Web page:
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Gov. Cuomo escalates legal fight with NRA

Governor Andrew Cuomo (D-NY) responds to the National Rifle Association's assertion that the state's legal fight to bar the group from doing business with banks and insurers is a discriminatory campaign.

Posted: Aug 7, 2018 8:17 AM
Updated: Aug 7, 2018 8:28 AM

In a lawsuit against Governor Andrew Cuomo and the state of New York, the National Rifle Association says it will have to close its headquarters, shut down its online media presence and stop holding rallies and conventions if it is stymied by the state from doing business with banks and insurers:

Cuomo's response: "Too bad."

The Democrat told CNN's "New Day" on Monday that the NRA is suing him because the gun-rights organization is upset about lost revenue.

"Too bad. You violated the law, and it's not a defense to say, 'Well, I was committing illegal activity, but I was making money from it, and now I'm upset that I lost the revenue,'" he told CNN's John Berman.

The NRA filed the suit after Cuomo took action against the sale of "Carry Guard," a program that provides liability insurance for policyholders involved in shooting incidents.

In Cuomo's words, Carry Guard is "designed for people who carry weapons, and the insurance policy essentially insured them for intentional bad acts, intentional wrongdoing."

The NRA suit — filed against Cuomo, the state Department of Financial Services and DFS Superintendent Maria Vullo in May and amended in July — says Cuomo is trying illegally to coerce financial companies into not doing business with the group.

But states have the power to regulate insurance law, and Cuomo says New York is "working with the other states" to make sure the sale of the Carry Guard program ends around the country.

"It would be highly unusual for a state to allow an insurance company to reimburse for an illegal activity. They call it 'murder insurance,'" the two-term governor said.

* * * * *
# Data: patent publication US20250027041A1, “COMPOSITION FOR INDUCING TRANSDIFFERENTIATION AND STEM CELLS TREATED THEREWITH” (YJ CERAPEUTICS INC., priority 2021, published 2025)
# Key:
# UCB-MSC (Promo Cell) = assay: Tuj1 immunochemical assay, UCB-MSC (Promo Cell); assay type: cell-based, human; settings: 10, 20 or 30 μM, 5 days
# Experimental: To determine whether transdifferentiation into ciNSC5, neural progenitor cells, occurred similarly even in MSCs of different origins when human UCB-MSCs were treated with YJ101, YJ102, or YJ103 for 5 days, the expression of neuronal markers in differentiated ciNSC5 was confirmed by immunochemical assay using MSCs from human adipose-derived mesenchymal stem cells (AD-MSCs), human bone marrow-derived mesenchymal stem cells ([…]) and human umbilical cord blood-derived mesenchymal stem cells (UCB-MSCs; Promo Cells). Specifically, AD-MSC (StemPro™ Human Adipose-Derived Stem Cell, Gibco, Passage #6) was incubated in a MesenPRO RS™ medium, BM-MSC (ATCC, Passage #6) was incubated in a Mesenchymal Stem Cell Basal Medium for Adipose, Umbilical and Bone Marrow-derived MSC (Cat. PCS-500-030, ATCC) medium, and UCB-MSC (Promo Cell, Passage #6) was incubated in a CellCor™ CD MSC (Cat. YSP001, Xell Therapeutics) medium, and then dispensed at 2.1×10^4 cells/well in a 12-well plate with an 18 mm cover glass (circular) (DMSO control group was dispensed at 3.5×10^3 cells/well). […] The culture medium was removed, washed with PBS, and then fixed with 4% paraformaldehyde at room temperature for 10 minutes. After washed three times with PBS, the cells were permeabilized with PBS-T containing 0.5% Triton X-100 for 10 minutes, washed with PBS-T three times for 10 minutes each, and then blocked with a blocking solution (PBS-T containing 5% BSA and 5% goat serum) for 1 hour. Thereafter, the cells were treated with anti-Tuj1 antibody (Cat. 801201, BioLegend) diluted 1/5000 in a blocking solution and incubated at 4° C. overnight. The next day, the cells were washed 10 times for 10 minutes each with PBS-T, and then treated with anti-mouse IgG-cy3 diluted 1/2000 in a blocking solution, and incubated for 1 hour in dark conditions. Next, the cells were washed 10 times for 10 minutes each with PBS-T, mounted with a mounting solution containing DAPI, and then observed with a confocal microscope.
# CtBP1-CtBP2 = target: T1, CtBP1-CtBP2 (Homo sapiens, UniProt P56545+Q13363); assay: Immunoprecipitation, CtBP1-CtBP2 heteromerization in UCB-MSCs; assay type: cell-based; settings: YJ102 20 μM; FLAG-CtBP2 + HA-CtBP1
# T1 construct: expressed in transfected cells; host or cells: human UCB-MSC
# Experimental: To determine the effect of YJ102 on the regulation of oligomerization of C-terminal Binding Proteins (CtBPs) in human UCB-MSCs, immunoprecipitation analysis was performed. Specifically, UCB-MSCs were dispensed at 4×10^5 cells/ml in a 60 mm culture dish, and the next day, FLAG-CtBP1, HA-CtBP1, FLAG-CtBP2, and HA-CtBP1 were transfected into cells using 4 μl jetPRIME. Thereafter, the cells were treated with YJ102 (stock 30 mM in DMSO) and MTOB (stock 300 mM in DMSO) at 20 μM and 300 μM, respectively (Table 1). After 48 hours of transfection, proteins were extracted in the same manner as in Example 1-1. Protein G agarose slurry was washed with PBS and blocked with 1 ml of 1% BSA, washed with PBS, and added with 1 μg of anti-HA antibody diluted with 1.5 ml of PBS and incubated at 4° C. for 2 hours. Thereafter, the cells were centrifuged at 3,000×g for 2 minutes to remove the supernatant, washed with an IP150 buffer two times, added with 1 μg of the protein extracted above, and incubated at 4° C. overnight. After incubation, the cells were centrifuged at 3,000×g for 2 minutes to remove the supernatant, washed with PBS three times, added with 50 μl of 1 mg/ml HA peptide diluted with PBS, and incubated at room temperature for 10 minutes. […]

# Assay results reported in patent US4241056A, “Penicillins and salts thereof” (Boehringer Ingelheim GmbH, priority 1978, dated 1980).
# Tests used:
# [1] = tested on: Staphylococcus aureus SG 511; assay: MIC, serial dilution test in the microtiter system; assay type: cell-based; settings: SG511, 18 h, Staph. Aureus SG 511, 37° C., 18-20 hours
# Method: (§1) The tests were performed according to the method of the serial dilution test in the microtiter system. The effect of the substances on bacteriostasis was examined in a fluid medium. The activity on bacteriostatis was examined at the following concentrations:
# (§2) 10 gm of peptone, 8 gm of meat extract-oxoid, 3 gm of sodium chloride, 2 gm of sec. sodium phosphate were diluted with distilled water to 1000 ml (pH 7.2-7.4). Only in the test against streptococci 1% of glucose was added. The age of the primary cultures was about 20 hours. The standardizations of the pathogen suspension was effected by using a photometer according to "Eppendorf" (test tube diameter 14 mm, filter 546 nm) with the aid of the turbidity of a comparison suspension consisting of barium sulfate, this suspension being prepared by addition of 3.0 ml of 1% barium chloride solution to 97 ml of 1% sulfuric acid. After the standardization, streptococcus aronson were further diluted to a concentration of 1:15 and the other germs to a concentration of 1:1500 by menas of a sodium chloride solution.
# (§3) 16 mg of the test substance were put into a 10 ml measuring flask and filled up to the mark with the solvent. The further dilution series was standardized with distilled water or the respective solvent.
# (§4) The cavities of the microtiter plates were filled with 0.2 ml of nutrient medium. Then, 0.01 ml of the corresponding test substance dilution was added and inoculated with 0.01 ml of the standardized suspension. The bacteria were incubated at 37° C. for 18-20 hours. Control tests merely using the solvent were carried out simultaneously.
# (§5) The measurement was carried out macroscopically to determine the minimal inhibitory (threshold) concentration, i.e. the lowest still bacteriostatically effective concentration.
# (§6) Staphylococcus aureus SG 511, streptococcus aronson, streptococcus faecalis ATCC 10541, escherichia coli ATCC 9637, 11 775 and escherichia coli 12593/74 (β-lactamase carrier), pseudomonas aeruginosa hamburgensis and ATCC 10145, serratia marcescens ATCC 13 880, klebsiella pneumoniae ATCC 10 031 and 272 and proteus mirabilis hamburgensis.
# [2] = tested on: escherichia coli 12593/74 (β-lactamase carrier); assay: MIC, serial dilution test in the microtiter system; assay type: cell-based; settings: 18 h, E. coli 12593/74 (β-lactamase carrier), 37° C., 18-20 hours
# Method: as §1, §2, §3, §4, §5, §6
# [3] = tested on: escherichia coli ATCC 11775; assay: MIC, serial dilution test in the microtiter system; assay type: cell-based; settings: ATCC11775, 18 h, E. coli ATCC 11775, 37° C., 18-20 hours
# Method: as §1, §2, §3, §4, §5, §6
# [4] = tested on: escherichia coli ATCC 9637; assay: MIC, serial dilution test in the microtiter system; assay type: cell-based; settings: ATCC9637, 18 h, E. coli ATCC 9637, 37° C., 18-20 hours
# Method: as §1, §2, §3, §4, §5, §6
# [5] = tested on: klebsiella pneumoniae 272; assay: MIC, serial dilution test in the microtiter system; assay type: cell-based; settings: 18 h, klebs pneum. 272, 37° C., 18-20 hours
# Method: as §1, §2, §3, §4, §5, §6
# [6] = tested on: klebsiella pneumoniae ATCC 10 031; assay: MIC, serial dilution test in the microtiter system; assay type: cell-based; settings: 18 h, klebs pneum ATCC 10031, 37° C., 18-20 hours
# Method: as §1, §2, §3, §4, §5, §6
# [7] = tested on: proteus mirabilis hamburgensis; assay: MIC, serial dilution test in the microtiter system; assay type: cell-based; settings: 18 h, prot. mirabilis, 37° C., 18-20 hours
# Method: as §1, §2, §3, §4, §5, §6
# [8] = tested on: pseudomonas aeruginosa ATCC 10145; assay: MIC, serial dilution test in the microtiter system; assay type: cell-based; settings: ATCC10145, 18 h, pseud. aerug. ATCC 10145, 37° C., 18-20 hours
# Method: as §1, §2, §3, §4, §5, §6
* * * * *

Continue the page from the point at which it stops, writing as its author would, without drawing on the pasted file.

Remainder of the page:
Cuomo sent a letter Monday to other state governors, urging them to end the sale and marketing of the NRA's Carry Guard program in their states.

"New York is standing up to the gun lobby to protect the lives and liberty of our citizens. But we cannot do it alone and our laws are only as strong as the ones in the states surrounding us," he wrote.

To allegations that he has been a longtime political opponent of the NRA, Cuomo — who is up for reelection in the fall — responded on CNN, "I plead guilty."

"I believe the NRA represents an extremist group. I believe they've been counterproductive for gun owners in this country. I believe their politics suits them to stop any common-sense gun reform," he continued.

"The NRA has always been against any progress whatsoever. They are oblivious to the facts. They've caused carnage in this nation," he added.

Cuomo, older brother of CNN anchor Chris Cuomo, insists "common-sense gun reform" will not harm responsible gun owners.

"Legal gun owners in New York still have their guns, and hunters still hunt, and it shows it is possible," Cuomo said. "And the NRA hates that message because they are against any reasonable conclusion."

The NRA alleges in its claim that it has incurred tens of millions of dollars in damages because of the defendants' actions. It says that the organization's access to banking services are "imperiled."

The suit contends that what the state has done "prevents, or at a minimum, chills," the First Amendment rights of the NRA and its members to free speech -- including their right to speak freely about gun-related issues.

The suit alleges this amounts to a "blacklisting campaign (that) will continue to damage the NRA and its members" if the court doesn't act.

Cuomo says the state has filed a motion to dismiss the case. A hearing is scheduled for September 10.

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